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Section 2.13


Almost all prospective employers meet your résumébefore they meet you, and their reaction to it usually determineswhether or not they will consider you further by interviewingyou. In addition, your job interviews will often start withreferences to your résumé. Consequently, spendconsiderable time in developing one or more versions of yourrésumé, each one targeted for a specific type of job.

Effective résumés contain the following elements:


Professional or job objective

Educational history

Work experience

Your special skills, activities, and accomplishments directlyrelevant to your professional objective

Reference statement


The heading should contain your name, full address, and phonenumber, including area code. If you have them, you may alsoinclude a FAX number, an electronic mail address, and even yourWorld Wide Web page (if you are sure that youwant all prospective employers to see it).

Professional or Job Objective

The objective statement is a short, one- or two-line descriptionof the sort of job you want and the specific fields in which youare interested. It does not have to be a complete sentence.

Educational History

Summarize your educational history in reverse chronologicalorder, showing how it has prepared you for the sort of job youwant. List descriptive titles (but not course numbers) of allrelevant classes you have taken. If you have not yet receivedyour bachelor's degree or if you have just graduated, include thename of your high school, the city and state in which it islocated, and the dates you attended.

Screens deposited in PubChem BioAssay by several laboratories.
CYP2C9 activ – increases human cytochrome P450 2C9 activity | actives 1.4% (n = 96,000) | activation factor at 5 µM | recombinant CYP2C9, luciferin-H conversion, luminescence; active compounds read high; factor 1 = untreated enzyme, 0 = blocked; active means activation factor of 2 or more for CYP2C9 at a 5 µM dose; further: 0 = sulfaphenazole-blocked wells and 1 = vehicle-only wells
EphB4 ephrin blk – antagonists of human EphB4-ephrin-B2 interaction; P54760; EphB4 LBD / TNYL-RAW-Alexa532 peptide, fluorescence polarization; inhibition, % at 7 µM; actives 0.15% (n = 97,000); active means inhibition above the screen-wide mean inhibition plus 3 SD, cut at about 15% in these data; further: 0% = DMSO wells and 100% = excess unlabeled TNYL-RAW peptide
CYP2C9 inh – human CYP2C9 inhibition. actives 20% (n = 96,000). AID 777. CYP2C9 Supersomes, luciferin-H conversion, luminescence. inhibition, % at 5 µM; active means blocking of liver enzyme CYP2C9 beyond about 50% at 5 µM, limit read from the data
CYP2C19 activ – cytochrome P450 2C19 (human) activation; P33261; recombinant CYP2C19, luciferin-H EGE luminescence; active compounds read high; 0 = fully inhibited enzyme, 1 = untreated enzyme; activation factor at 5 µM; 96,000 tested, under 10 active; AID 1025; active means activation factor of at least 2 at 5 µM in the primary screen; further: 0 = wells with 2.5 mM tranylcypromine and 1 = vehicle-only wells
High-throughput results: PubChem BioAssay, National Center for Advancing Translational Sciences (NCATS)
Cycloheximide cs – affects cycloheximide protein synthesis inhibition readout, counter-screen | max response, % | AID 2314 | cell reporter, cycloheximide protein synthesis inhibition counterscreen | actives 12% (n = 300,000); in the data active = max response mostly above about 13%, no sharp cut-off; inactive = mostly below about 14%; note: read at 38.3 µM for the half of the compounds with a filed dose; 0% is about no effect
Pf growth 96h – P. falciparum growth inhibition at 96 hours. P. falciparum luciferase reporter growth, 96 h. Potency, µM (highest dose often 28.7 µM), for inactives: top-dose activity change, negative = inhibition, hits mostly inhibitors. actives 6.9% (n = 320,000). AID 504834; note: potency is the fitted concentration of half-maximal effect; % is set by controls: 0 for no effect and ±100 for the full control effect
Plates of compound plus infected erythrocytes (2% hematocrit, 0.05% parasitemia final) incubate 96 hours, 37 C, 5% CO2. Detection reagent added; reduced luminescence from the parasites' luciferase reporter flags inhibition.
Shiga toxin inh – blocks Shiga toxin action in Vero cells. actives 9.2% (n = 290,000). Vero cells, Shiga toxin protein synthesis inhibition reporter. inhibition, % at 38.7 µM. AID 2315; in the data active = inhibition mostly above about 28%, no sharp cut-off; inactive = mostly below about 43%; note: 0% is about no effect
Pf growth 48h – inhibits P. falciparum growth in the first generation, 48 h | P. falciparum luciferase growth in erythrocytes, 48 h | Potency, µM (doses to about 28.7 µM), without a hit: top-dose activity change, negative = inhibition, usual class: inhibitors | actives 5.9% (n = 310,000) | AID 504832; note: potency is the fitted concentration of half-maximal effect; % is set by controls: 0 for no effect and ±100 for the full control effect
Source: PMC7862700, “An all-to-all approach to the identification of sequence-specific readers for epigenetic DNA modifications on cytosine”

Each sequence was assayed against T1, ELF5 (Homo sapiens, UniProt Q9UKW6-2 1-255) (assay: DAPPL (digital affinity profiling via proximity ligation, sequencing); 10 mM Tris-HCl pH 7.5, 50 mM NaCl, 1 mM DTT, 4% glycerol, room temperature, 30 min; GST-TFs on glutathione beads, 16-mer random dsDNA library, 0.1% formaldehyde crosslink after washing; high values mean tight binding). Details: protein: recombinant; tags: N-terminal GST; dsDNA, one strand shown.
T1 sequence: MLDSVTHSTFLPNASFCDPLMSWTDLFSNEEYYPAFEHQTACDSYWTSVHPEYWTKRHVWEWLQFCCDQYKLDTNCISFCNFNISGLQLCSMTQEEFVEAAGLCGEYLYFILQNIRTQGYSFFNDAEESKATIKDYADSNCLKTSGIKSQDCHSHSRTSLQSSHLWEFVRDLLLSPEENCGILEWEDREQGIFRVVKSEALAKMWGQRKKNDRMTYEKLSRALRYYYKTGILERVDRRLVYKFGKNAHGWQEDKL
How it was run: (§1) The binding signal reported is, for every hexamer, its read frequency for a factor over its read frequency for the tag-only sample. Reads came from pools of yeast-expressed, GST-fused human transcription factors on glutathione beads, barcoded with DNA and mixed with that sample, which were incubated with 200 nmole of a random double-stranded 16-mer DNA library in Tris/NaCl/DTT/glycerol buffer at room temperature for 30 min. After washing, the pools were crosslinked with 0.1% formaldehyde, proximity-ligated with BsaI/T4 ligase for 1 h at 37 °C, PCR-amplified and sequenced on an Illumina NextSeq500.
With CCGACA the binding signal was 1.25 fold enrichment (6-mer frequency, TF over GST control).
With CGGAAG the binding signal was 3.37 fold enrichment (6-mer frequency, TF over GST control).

Work Experience

List all relevant work experiences in reverse chronologicalorder, using action verbs to provide vivid andspecific descriptions of all activities that are connected withyour job objective.

Relevant Skills, Activities, and Accomplishments

List any skill (such as proficiency in a foreign language or expertise in specific computerapplications) that may be relevant to the position. In addition, list any activity oraccomplishment that will provide a positive first impression of relevant personal qualities, such asyour energy level and initiative, your ability to work with diverse groups of people, and yourcommunication skills. Do not, however, list hobbies or memberships merely to fill out therésumé. Include only activities and accomplishments that a prospective employermay find relevant to the position.

Federal law prohibits employers from asking job applicants certain personal informationconcerning gender, race, religion, age, and marital status. Include such information on yourrésumé only if you believe it may help you obtain an interview. Because ofgovernment contracts, for example, certain employers can hire only citizens or residents of theUnited States. Consequently, if you are applying for such a position and you are a United Statescitizen or resident, you should include that information.

Reference Statement

In most cases, conclude your résumé with "References available on request." Listthe names of your references only if doing so is customary in your profession and only if you havesecured explicit permission from each individual to include his or her name on yourrésumé.

Most résumés should not be more than one page. However, if you have extensiverelevant experience and skills, do not hesitate to extend your résumé to two pages.

Your résumé must be readable, neat, and free of grammatical, spelling, andtypographical errors. Because it is so crucial in the job application process, edit your résumé carefully and have someone else review it before you send it out.

The following résumés illustrate the main features of résumeé format.

Resume of Mary Lee, page 1

Resume of Mary Lee, page 2

Resume of Frederick P. Jones

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## Résumés ##
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